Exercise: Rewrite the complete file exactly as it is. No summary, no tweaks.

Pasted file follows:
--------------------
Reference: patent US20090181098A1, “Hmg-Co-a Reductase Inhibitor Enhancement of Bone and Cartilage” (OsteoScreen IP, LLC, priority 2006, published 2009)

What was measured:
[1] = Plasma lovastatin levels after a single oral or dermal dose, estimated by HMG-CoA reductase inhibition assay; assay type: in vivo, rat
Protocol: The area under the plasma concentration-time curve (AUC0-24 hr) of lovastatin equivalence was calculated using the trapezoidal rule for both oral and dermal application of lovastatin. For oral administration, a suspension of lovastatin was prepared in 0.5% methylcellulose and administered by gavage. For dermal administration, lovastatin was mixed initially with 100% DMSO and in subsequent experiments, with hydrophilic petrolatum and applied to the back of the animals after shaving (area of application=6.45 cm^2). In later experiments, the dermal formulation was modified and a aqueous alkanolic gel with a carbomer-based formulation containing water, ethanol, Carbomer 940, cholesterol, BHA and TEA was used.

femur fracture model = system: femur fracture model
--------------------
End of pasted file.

Reference: patent US20090181098A1, “Hmg-Co-a Reductase Inhibitor Enhancement of Bone and Cartilage” (OsteoScreen IP, LLC, priority 2006, published 2009)

What was measured:
[1] = Plasma lovastatin levels after a single oral or dermal dose, estimated by HMG-CoA reductase inhibition assay; assay type: in vivo, rat
Protocol: The area under the plasma concentration-time curve (AUC0-24 hr) of lovastatin equivalence was calculated using the trapezoidal rule for both oral and dermal application of lovastatin. For oral administration, a suspension of lovastatin was prepared in 0.5% methylcellulose and administered by gavage. For dermal administration, lovastatin was mixed initially with 100% DMSO and in subsequent experiments, with hydrophilic petrolatum and applied to the back of the animals after shaving (area of application=6.45 cm^2). In later experiments, the dermal formulation was modified and a aqueous alkanolic gel with a carbomer-based formulation containing water, ethanol, Carbomer 940, cholesterol, BHA and TEA was used.

femur fracture model = system: femur fracture model